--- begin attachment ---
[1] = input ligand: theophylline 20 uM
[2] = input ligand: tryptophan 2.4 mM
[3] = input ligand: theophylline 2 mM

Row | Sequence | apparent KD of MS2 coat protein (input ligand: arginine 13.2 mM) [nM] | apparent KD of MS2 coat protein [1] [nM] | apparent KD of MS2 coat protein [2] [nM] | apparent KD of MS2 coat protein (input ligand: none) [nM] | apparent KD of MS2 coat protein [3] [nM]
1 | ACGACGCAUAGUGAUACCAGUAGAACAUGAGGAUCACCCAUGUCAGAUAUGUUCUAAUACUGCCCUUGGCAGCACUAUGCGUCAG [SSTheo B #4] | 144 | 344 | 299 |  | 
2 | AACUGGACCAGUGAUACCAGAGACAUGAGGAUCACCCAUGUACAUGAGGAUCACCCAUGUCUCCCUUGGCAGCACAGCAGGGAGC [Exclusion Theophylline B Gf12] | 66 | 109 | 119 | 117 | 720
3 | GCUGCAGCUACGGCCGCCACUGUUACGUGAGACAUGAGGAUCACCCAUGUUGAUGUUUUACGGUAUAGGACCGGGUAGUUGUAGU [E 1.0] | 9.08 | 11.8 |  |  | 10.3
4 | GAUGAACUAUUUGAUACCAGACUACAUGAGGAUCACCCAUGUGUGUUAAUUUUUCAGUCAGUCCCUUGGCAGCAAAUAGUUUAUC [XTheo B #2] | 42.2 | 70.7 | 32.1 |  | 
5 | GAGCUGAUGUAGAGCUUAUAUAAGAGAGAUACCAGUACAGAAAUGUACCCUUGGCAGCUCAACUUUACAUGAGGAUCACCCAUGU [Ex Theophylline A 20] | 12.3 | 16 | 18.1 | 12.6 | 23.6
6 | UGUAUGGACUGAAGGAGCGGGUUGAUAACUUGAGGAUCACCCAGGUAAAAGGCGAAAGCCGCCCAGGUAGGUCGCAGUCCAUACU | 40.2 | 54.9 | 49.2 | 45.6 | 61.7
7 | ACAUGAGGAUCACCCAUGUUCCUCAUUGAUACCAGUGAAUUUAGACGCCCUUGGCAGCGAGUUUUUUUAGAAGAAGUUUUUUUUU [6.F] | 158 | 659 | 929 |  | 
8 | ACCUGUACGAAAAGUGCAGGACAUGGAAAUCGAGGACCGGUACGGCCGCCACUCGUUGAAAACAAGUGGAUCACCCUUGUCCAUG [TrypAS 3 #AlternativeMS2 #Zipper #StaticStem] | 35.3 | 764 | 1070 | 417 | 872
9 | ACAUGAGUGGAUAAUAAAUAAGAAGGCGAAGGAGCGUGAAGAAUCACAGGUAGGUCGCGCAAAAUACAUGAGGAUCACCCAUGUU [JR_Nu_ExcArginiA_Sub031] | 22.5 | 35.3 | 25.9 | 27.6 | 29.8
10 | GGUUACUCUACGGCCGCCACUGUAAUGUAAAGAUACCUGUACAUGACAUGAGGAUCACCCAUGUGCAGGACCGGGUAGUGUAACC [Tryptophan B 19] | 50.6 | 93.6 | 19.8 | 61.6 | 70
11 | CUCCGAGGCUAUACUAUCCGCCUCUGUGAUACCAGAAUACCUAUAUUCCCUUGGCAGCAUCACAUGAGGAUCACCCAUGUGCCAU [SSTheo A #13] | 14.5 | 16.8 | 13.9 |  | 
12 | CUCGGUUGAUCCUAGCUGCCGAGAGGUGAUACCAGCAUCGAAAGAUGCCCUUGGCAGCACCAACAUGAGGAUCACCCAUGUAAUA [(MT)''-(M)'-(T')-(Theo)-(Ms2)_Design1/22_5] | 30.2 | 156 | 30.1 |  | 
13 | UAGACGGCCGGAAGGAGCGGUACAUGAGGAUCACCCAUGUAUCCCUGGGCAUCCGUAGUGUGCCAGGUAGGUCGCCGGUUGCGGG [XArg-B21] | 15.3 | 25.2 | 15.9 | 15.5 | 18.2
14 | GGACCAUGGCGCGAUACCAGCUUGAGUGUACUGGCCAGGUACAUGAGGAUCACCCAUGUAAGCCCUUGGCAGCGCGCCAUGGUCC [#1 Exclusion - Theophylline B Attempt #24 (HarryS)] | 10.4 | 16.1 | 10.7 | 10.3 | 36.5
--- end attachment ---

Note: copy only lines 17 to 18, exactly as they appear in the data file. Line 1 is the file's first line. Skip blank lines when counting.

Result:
13 | UAGACGGCCGGAAGGAGCGGUACAUGAGGAUCACCCAUGUAUCCCUGGGCAUCCGUAGUGUGCCAGGUAGGUCGCCGGUUGCGGG [XArg-B21] | 15.3 | 25.2 | 15.9 | 15.5 | 18.2
14 | GGACCAUGGCGCGAUACCAGCUUGAGUGUACUGGCCAGGUACAUGAGGAUCACCCAUGUAAGCCCUUGGCAGCGCGCCAUGGUCC [#1 Exclusion - Theophylline B Attempt #24 (HarryS)] | 10.4 | 16.1 | 10.7 | 10.3 | 36.5